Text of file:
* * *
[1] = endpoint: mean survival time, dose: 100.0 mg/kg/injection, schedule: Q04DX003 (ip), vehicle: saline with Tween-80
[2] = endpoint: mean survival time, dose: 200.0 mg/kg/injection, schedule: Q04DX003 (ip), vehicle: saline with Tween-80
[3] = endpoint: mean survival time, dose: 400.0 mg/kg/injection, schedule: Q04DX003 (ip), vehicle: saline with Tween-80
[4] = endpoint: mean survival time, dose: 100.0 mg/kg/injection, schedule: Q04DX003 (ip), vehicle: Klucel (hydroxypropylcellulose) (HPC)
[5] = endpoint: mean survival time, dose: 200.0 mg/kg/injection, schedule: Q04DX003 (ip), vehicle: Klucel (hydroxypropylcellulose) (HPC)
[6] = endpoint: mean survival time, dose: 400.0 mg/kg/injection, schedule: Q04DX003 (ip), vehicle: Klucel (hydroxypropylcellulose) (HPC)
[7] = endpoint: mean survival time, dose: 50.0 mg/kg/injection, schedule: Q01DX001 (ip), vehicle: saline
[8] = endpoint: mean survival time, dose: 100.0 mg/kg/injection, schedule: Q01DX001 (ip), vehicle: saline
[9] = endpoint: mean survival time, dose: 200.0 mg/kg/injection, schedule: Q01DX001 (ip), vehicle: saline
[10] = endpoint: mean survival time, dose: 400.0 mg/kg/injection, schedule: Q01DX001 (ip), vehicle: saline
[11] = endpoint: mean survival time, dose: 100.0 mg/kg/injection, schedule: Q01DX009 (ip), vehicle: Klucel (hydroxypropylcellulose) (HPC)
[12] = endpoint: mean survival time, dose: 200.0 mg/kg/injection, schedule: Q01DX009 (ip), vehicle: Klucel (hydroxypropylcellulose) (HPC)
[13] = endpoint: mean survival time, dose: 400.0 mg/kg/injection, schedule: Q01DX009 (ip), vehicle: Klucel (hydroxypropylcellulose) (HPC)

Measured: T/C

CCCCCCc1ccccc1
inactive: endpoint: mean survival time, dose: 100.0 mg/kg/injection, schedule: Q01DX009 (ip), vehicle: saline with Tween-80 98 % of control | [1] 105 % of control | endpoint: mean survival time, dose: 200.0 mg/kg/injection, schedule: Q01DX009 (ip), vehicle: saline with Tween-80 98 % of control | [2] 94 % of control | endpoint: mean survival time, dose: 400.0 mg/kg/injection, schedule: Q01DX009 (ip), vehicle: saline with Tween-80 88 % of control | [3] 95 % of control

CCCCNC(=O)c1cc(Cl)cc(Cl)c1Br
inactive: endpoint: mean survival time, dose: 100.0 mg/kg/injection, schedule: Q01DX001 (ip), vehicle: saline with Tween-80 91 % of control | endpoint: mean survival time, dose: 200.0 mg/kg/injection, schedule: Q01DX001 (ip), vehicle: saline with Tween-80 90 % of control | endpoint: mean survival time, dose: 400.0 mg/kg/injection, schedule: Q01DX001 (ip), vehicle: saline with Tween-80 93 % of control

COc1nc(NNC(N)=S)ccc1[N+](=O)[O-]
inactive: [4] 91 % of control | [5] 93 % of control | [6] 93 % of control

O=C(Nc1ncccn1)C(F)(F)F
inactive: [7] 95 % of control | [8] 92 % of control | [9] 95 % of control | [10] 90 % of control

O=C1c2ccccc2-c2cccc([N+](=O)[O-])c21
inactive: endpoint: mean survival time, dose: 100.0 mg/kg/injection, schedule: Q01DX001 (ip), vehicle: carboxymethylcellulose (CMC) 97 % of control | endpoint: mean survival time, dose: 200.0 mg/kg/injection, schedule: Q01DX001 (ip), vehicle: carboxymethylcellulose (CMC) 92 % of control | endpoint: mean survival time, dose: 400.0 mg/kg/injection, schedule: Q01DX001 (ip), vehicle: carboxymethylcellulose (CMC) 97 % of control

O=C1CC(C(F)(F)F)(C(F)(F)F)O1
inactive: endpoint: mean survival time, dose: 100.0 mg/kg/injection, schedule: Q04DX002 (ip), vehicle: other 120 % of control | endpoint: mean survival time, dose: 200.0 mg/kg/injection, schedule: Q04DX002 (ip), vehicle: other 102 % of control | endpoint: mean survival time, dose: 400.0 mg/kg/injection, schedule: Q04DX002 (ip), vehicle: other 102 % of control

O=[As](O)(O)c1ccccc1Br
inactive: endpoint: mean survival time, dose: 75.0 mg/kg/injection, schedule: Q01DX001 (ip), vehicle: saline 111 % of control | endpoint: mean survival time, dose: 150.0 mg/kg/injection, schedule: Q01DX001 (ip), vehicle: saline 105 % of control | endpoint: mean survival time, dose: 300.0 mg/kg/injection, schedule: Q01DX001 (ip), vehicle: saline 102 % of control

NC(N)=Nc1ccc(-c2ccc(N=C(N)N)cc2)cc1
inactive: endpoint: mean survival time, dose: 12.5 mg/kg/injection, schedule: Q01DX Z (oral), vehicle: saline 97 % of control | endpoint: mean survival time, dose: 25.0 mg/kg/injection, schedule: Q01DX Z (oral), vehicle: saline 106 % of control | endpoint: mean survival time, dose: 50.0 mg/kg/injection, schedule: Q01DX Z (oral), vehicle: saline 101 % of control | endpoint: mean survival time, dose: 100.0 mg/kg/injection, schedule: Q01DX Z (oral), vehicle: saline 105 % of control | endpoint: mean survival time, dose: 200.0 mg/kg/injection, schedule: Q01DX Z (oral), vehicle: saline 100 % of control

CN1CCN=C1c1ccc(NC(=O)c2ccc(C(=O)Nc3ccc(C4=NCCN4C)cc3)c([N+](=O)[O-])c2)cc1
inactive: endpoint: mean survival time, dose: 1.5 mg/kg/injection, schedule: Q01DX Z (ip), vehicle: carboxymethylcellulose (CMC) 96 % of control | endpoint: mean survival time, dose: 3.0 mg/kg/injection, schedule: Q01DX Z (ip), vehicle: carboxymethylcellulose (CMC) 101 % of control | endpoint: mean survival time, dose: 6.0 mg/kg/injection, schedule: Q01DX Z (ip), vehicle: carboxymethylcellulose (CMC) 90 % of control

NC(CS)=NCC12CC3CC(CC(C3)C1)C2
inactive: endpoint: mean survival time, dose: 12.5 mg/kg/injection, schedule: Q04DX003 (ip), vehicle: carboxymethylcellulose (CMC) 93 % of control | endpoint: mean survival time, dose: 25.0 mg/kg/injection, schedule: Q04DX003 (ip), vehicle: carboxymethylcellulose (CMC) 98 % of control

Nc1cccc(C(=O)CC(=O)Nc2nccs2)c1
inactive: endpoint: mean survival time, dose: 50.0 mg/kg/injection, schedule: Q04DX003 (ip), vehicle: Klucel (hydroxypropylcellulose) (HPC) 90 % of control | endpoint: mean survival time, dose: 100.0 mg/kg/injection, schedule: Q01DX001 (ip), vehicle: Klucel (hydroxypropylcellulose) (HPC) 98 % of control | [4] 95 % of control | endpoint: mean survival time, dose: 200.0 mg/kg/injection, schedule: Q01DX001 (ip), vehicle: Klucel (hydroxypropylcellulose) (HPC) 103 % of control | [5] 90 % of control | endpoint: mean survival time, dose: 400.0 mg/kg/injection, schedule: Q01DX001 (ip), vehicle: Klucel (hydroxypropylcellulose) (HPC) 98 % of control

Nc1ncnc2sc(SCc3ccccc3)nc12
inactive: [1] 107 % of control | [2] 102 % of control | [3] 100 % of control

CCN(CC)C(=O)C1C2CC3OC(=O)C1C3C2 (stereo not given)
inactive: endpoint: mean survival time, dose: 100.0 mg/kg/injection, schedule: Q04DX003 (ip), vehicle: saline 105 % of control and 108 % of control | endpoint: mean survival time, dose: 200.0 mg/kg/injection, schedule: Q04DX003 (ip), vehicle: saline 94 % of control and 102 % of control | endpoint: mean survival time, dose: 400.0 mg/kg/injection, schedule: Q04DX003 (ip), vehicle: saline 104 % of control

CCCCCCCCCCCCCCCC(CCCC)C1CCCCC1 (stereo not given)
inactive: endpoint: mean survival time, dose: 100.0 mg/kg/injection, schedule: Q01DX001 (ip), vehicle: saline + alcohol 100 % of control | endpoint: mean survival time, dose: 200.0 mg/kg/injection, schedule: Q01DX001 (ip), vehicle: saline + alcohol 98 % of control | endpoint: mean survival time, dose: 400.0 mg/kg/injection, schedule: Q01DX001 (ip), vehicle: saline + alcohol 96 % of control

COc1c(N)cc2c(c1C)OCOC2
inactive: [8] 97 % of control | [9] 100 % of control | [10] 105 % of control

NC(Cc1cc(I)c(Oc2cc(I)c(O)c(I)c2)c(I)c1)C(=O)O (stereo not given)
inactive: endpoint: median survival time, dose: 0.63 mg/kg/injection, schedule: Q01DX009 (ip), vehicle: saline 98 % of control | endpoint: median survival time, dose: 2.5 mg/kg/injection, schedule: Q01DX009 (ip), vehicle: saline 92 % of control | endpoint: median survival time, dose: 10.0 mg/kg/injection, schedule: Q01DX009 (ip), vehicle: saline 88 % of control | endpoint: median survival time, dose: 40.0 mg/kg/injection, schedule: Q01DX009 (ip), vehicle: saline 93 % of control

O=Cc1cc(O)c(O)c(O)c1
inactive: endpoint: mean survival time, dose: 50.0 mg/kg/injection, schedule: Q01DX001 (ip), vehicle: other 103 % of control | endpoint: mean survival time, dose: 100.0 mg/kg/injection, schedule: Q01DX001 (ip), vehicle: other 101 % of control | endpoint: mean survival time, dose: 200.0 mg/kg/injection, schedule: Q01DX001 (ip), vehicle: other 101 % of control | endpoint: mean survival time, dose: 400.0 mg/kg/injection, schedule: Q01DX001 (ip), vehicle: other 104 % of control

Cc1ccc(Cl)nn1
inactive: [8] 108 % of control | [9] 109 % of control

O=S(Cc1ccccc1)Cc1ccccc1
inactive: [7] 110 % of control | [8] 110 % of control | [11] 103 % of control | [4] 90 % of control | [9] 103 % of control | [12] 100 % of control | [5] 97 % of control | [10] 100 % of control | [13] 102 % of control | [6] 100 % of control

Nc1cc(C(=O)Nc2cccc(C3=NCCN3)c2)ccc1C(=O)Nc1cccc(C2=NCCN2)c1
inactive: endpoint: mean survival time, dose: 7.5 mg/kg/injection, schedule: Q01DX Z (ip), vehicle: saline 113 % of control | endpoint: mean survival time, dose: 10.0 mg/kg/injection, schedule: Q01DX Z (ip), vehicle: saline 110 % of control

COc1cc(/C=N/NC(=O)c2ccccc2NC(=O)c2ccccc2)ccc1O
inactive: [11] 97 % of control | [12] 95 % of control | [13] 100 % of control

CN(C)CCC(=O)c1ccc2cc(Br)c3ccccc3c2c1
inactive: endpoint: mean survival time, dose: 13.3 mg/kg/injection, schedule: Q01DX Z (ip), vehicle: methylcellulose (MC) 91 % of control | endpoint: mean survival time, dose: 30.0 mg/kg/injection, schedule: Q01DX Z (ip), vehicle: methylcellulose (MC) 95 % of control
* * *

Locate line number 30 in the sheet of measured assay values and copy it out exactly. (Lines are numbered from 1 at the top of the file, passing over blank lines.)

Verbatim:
inactive: endpoint: mean survival time, dose: 12.5 mg/kg/injection, schedule: Q01DX Z (oral), vehicle: saline 97 % of control | endpoint: mean survival time, dose: 25.0 mg/kg/injection, schedule: Q01DX Z (oral), vehicle: saline 106 % of control | endpoint: mean survival time, dose: 50.0 mg/kg/injection, schedule: Q01DX Z (oral), vehicle: saline 101 % of control | endpoint: mean survival time, dose: 100.0 mg/kg/injection, schedule: Q01DX Z (oral), vehicle: saline 105 % of control | endpoint: mean survival time, dose: 200.0 mg/kg/injection, schedule: Q01DX Z (oral), vehicle: saline 100 % of control